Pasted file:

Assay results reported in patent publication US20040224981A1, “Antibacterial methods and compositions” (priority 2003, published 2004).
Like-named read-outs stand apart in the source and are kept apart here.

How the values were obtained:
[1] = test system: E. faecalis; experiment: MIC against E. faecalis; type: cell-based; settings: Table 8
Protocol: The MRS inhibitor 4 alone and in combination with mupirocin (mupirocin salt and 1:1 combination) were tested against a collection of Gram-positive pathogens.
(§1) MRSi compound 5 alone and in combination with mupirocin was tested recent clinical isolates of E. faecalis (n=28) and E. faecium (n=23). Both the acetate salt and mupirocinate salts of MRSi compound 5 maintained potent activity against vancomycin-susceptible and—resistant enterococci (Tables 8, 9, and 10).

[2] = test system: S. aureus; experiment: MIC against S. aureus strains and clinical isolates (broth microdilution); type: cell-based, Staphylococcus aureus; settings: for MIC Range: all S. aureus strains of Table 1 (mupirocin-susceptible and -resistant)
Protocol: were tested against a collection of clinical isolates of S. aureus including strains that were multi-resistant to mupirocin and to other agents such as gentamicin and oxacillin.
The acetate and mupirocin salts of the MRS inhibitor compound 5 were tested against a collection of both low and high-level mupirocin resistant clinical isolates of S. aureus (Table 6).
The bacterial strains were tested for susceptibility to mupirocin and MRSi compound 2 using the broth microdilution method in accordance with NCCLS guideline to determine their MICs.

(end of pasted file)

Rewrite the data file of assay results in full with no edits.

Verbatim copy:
Assay results reported in patent publication US20040224981A1, “Antibacterial methods and compositions” (priority 2003, published 2004).
Like-named read-outs stand apart in the source and are kept apart here.

How the values were obtained:
[1] = test system: E. faecalis; experiment: MIC against E. faecalis; type: cell-based; settings: Table 8
Protocol: The MRS inhibitor 4 alone and in combination with mupirocin (mupirocin salt and 1:1 combination) were tested against a collection of Gram-positive pathogens.
(§1) MRSi compound 5 alone and in combination with mupirocin was tested recent clinical isolates of E. faecalis (n=28) and E. faecium (n=23). Both the acetate salt and mupirocinate salts of MRSi compound 5 maintained potent activity against vancomycin-susceptible and—resistant enterococci (Tables 8, 9, and 10).

[2] = test system: S. aureus; experiment: MIC against S. aureus strains and clinical isolates (broth microdilution); type: cell-based, Staphylococcus aureus; settings: for MIC Range: all S. aureus strains of Table 1 (mupirocin-susceptible and -resistant)
Protocol: were tested against a collection of clinical isolates of S. aureus including strains that were multi-resistant to mupirocin and to other agents such as gentamicin and oxacillin.
The acetate and mupirocin salts of the MRS inhibitor compound 5 were tested against a collection of both low and high-level mupirocin resistant clinical isolates of S. aureus (Table 6).
The bacterial strains were tested for susceptibility to mupirocin and MRSi compound 2 using the broth microdilution method in accordance with NCCLS guideline to determine their MICs.